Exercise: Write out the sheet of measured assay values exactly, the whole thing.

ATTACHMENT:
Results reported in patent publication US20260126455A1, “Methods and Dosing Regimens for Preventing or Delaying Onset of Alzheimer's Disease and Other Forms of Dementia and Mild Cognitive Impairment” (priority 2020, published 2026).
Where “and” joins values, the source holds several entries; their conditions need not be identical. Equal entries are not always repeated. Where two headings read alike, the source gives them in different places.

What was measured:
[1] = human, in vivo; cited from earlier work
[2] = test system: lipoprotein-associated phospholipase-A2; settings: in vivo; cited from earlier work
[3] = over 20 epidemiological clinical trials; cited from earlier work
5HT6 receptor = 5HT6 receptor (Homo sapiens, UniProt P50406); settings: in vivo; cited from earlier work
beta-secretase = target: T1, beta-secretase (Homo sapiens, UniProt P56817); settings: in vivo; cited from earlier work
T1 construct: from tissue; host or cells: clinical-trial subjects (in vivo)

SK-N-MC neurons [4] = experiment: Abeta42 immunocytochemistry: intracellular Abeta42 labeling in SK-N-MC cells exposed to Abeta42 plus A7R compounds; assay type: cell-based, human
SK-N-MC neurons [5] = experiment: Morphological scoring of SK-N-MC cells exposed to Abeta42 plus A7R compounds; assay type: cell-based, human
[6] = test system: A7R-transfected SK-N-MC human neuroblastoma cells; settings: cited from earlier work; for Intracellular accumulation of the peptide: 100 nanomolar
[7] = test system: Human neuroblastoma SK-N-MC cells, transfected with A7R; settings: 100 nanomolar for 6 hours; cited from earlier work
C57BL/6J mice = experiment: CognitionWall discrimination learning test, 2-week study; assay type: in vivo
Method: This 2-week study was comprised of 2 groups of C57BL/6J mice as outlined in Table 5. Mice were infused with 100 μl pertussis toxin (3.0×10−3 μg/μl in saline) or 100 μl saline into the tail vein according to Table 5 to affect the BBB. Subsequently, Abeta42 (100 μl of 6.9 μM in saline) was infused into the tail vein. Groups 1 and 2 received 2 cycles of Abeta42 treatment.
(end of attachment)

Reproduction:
Results reported in patent publication US20260126455A1, “Methods and Dosing Regimens for Preventing or Delaying Onset of Alzheimer's Disease and Other Forms of Dementia and Mild Cognitive Impairment” (priority 2020, published 2026).
Where “and” joins values, the source holds several entries; their conditions need not be identical. Equal entries are not always repeated. Where two headings read alike, the source gives them in different places.

What was measured:
[1] = human, in vivo; cited from earlier work
[2] = test system: lipoprotein-associated phospholipase-A2; settings: in vivo; cited from earlier work
[3] = over 20 epidemiological clinical trials; cited from earlier work
5HT6 receptor = 5HT6 receptor (Homo sapiens, UniProt P50406); settings: in vivo; cited from earlier work
beta-secretase = target: T1, beta-secretase (Homo sapiens, UniProt P56817); settings: in vivo; cited from earlier work
T1 construct: from tissue; host or cells: clinical-trial subjects (in vivo)

SK-N-MC neurons [4] = experiment: Abeta42 immunocytochemistry: intracellular Abeta42 labeling in SK-N-MC cells exposed to Abeta42 plus A7R compounds; assay type: cell-based, human
SK-N-MC neurons [5] = experiment: Morphological scoring of SK-N-MC cells exposed to Abeta42 plus A7R compounds; assay type: cell-based, human
[6] = test system: A7R-transfected SK-N-MC human neuroblastoma cells; settings: cited from earlier work; for Intracellular accumulation of the peptide: 100 nanomolar
[7] = test system: Human neuroblastoma SK-N-MC cells, transfected with A7R; settings: 100 nanomolar for 6 hours; cited from earlier work
C57BL/6J mice = experiment: CognitionWall discrimination learning test, 2-week study; assay type: in vivo
Method: This 2-week study was comprised of 2 groups of C57BL/6J mice as outlined in Table 5. Mice were infused with 100 μl pertussis toxin (3.0×10−3 μg/μl in saline) or 100 μl saline into the tail vein according to Table 5 to affect the BBB. Subsequently, Abeta42 (100 μl of 6.9 μM in saline) was infused into the tail vein. Groups 1 and 2 received 2 cycles of Abeta42 treatment.